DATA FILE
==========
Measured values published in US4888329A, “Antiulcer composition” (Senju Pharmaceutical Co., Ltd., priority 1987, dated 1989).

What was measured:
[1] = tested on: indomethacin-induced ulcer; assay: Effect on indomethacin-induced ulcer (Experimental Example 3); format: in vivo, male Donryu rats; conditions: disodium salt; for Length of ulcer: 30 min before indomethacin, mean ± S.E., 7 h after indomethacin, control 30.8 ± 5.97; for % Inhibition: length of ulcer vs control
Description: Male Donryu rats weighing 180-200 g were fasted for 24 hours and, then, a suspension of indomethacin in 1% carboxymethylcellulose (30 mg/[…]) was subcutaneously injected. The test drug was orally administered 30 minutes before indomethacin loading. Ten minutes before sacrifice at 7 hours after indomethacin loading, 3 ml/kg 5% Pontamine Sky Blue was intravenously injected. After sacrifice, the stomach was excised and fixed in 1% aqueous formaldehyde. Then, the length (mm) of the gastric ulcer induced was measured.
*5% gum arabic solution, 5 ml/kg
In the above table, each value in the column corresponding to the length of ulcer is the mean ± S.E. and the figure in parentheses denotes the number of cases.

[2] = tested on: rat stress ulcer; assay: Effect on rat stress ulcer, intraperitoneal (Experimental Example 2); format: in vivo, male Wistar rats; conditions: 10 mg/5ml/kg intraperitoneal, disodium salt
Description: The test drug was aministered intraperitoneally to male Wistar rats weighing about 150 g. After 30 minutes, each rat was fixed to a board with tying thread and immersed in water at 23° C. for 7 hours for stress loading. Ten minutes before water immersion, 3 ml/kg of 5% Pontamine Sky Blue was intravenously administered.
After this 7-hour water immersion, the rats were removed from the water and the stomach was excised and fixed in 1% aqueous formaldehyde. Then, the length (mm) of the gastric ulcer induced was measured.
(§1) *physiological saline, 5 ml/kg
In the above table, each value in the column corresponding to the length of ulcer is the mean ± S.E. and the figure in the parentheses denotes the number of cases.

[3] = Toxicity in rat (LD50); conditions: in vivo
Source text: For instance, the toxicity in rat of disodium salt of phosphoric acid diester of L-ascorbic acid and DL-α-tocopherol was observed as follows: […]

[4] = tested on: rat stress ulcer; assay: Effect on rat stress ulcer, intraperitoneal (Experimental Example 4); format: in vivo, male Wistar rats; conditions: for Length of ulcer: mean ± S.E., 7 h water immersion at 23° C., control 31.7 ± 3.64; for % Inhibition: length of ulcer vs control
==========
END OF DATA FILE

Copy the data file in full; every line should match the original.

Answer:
Measured values published in US4888329A, “Antiulcer composition” (Senju Pharmaceutical Co., Ltd., priority 1987, dated 1989).

What was measured:
[1] = tested on: indomethacin-induced ulcer; assay: Effect on indomethacin-induced ulcer (Experimental Example 3); format: in vivo, male Donryu rats; conditions: disodium salt; for Length of ulcer: 30 min before indomethacin, mean ± S.E., 7 h after indomethacin, control 30.8 ± 5.97; for % Inhibition: length of ulcer vs control
Description: Male Donryu rats weighing 180-200 g were fasted for 24 hours and, then, a suspension of indomethacin in 1% carboxymethylcellulose (30 mg/[…]) was subcutaneously injected. The test drug was orally administered 30 minutes before indomethacin loading. Ten minutes before sacrifice at 7 hours after indomethacin loading, 3 ml/kg 5% Pontamine Sky Blue was intravenously injected. After sacrifice, the stomach was excised and fixed in 1% aqueous formaldehyde. Then, the length (mm) of the gastric ulcer induced was measured.
*5% gum arabic solution, 5 ml/kg
In the above table, each value in the column corresponding to the length of ulcer is the mean ± S.E. and the figure in parentheses denotes the number of cases.

[2] = tested on: rat stress ulcer; assay: Effect on rat stress ulcer, intraperitoneal (Experimental Example 2); format: in vivo, male Wistar rats; conditions: 10 mg/5ml/kg intraperitoneal, disodium salt
Description: The test drug was aministered intraperitoneally to male Wistar rats weighing about 150 g. After 30 minutes, each rat was fixed to a board with tying thread and immersed in water at 23° C. for 7 hours for stress loading. Ten minutes before water immersion, 3 ml/kg of 5% Pontamine Sky Blue was intravenously administered.
After this 7-hour water immersion, the rats were removed from the water and the stomach was excised and fixed in 1% aqueous formaldehyde. Then, the length (mm) of the gastric ulcer induced was measured.
(§1) *physiological saline, 5 ml/kg
In the above table, each value in the column corresponding to the length of ulcer is the mean ± S.E. and the figure in the parentheses denotes the number of cases.

[3] = Toxicity in rat (LD50); conditions: in vivo
Source text: For instance, the toxicity in rat of disodium salt of phosphoric acid diester of L-ascorbic acid and DL-α-tocopherol was observed as follows: […]

[4] = tested on: rat stress ulcer; assay: Effect on rat stress ulcer, intraperitoneal (Experimental Example 4); format: in vivo, male Wistar rats; conditions: for Length of ulcer: mean ± S.E., 7 h water immersion at 23° C., control 31.7 ± 3.64; for % Inhibition: length of ulcer vs control